Take today for instance: As I was shopping, it was a bit of a struggle to get to the things I needed because the aisle was so full of people—access to products on the other side of the row was generally blocked by other shoppers and carts, and short of asking the person next to you to grab you what you needed, you might never get near it. It was a slow trip down the aisle, but I try to be Zen about such things, patiently moseying along. Since there was no detour, I stopped to wait when the person in front of me paused to survey the cereal selection. The cart behind me bumped into my legs. I scooted ahead a few inches, assuming it was an accident. Except that a few seconds later, it happened again. This time, I turned around, eyebrow raised, making eye contact with the woman behind me, who appeared neither blind nor too physically infirm to control her cart. I thought the matter was resolved.
A moment later, as I leaned through stacks of empty cardboard boxes to grab trail mix, her cart hit my legs again. "Ma'am, I don't know if you realize it, but your cart keeps running into my legs," I said in what I hoped was a reasonable tone. When she rolled her eyes at me, "Oh no she didn't!" screamed through my head, but I turned around and kept walking. That is, until I was blocked by two young, pretty, 20-somethings. (This is pertinent because I was dressed in my Monday, work-at-home, it's-house-cleaning-day clothes, feeling alternately sloppy and invisible.) These two gorgeous women, hair perfectly curled, makeup perfectly applied, artfully casually outfitted, were catching up as though they hadn't seen each other since the last sorority formal, completely blocking my path with their carts, completely oblivious. I tried to make eye contact as I said, "Excuse me," but made no impression.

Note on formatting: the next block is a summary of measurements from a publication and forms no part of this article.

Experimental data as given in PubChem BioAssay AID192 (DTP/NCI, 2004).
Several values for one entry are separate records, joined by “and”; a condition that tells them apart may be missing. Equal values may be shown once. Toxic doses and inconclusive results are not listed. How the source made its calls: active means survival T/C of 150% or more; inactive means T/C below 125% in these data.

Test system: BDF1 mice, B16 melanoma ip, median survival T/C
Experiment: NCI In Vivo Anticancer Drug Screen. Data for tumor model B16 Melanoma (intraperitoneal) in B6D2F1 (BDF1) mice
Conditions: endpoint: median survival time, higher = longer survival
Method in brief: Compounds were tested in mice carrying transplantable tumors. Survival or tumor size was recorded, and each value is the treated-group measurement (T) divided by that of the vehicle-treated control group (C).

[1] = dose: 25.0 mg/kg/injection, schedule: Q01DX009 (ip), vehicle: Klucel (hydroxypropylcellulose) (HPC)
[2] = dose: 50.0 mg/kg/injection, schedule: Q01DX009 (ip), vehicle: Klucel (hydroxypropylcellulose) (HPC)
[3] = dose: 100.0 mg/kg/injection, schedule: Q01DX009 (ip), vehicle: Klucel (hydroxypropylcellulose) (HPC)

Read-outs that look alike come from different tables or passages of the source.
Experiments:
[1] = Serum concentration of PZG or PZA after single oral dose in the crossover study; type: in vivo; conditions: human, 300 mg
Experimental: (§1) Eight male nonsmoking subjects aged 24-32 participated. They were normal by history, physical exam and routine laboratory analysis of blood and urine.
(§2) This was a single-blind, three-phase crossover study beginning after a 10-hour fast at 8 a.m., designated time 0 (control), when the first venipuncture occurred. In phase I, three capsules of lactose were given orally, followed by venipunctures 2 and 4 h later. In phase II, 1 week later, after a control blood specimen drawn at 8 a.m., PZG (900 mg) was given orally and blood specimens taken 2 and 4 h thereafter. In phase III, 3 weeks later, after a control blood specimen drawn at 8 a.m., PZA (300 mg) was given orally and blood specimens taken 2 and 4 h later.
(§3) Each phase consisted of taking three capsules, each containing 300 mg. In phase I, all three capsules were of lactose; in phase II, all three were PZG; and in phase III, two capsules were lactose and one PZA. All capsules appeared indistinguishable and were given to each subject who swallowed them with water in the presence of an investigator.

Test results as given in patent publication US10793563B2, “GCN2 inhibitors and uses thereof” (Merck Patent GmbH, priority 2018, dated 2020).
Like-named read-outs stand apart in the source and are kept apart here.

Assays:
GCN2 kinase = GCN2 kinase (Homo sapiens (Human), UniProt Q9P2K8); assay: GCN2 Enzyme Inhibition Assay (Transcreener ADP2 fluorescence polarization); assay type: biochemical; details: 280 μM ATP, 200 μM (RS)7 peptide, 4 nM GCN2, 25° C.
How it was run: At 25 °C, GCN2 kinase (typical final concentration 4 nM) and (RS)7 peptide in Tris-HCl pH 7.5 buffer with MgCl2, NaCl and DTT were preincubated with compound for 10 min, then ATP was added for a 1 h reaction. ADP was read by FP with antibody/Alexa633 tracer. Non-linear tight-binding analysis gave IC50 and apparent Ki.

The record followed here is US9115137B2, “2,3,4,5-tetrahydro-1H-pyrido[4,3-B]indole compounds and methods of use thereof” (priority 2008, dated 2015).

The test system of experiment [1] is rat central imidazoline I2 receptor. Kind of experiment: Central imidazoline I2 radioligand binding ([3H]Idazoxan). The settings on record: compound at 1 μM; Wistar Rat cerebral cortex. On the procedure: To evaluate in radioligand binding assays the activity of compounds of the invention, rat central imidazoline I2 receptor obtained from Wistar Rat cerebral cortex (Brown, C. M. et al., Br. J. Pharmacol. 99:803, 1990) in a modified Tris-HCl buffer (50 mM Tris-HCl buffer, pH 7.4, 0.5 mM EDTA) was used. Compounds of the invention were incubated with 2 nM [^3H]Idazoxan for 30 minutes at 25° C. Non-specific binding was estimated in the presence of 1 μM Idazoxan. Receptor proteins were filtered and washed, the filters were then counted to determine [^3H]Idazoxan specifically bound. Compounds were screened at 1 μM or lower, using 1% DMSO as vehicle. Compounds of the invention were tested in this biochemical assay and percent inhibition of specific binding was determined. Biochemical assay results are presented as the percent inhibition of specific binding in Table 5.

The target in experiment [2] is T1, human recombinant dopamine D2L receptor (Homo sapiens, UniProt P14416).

And then, the cart behind me hit my legs again. Not just once, but several jabs, as though its driver was purposely ramming into my legs, trying to get things moving.
I turned and, with a voice louder than I've used in years—which is saying something, given that I teach middle and high school—shouted, "YOU NEED TO STOP RUNNING INTO ME!"
Maybe it was only in my imagination, but the store became unearthly quiet, and everyone near me shrank back a good 10 feet. A wide path emerged between the two beauties, and my attacker faded back into the empty boxes.
Here's what I learned: It's cool to be all Zen about things, but sometimes you've got to yell to be heard.
Written by Jennifer Reynolds, who is a pretty chill gal, unless provoked.